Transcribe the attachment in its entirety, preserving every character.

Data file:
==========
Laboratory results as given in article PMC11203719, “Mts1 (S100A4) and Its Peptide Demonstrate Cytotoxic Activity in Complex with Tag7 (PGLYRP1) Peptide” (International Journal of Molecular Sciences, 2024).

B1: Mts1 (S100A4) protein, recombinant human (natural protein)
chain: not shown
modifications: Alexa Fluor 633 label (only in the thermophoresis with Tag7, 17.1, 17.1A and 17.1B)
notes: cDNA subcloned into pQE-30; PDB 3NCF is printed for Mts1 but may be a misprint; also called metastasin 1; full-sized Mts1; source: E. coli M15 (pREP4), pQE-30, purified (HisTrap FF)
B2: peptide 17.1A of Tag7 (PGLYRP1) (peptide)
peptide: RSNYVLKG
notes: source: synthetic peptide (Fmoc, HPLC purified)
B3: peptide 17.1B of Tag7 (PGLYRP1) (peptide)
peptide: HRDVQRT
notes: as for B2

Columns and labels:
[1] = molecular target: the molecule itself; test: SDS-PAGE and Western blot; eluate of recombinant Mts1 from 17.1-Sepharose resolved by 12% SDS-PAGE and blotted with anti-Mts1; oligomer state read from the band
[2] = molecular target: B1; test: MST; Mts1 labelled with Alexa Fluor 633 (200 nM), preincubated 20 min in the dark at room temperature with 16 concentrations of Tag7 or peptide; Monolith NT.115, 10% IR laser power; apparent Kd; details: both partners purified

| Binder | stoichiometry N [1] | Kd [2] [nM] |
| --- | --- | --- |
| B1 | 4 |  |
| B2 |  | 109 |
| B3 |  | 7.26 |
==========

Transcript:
Laboratory results as given in article PMC11203719, “Mts1 (S100A4) and Its Peptide Demonstrate Cytotoxic Activity in Complex with Tag7 (PGLYRP1) Peptide” (International Journal of Molecular Sciences, 2024).

B1: Mts1 (S100A4) protein, recombinant human (natural protein)
chain: not shown
modifications: Alexa Fluor 633 label (only in the thermophoresis with Tag7, 17.1, 17.1A and 17.1B)
notes: cDNA subcloned into pQE-30; PDB 3NCF is printed for Mts1 but may be a misprint; also called metastasin 1; full-sized Mts1; source: E. coli M15 (pREP4), pQE-30, purified (HisTrap FF)
B2: peptide 17.1A of Tag7 (PGLYRP1) (peptide)
peptide: RSNYVLKG
notes: source: synthetic peptide (Fmoc, HPLC purified)
B3: peptide 17.1B of Tag7 (PGLYRP1) (peptide)
peptide: HRDVQRT
notes: as for B2

Columns and labels:
[1] = molecular target: the molecule itself; test: SDS-PAGE and Western blot; eluate of recombinant Mts1 from 17.1-Sepharose resolved by 12% SDS-PAGE and blotted with anti-Mts1; oligomer state read from the band
[2] = molecular target: B1; test: MST; Mts1 labelled with Alexa Fluor 633 (200 nM), preincubated 20 min in the dark at room temperature with 16 concentrations of Tag7 or peptide; Monolith NT.115, 10% IR laser power; apparent Kd; details: both partners purified

| Binder | stoichiometry N [1] | Kd [2] [nM] |
| --- | --- | --- |
| B1 | 4 |  |
| B2 |  | 109 |
| B3 |  | 7.26 |